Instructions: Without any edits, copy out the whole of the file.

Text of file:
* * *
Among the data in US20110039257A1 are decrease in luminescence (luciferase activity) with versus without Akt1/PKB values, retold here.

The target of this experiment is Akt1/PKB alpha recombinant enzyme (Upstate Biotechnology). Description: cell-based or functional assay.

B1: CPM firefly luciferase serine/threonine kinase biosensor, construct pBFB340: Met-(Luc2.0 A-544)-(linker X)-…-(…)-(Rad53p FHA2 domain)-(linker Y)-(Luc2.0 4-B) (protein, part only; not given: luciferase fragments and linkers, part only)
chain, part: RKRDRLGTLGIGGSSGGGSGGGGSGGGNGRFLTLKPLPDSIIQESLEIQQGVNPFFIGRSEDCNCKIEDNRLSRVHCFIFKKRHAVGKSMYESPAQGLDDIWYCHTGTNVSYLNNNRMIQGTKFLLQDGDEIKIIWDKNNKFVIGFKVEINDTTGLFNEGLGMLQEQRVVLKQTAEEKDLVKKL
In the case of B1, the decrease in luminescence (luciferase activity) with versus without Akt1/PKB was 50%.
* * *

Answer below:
Among the data in US20110039257A1 are decrease in luminescence (luciferase activity) with versus without Akt1/PKB values, retold here.

The target of this experiment is Akt1/PKB alpha recombinant enzyme (Upstate Biotechnology). Description: cell-based or functional assay.

B1: CPM firefly luciferase serine/threonine kinase biosensor, construct pBFB340: Met-(Luc2.0 A-544)-(linker X)-…-(…)-(Rad53p FHA2 domain)-(linker Y)-(Luc2.0 4-B) (protein, part only; not given: luciferase fragments and linkers, part only)
chain, part: RKRDRLGTLGIGGSSGGGSGGGGSGGGNGRFLTLKPLPDSIIQESLEIQQGVNPFFIGRSEDCNCKIEDNRLSRVHCFIFKKRHAVGKSMYESPAQGLDDIWYCHTGTNVSYLNNNRMIQGTKFLLQDGDEIKIIWDKNNKFVIGFKVEINDTTGLFNEGLGMLQEQRVVLKQTAEEKDLVKKL
In the case of B1, the decrease in luminescence (luciferase activity) with versus without Akt1/PKB was 50%.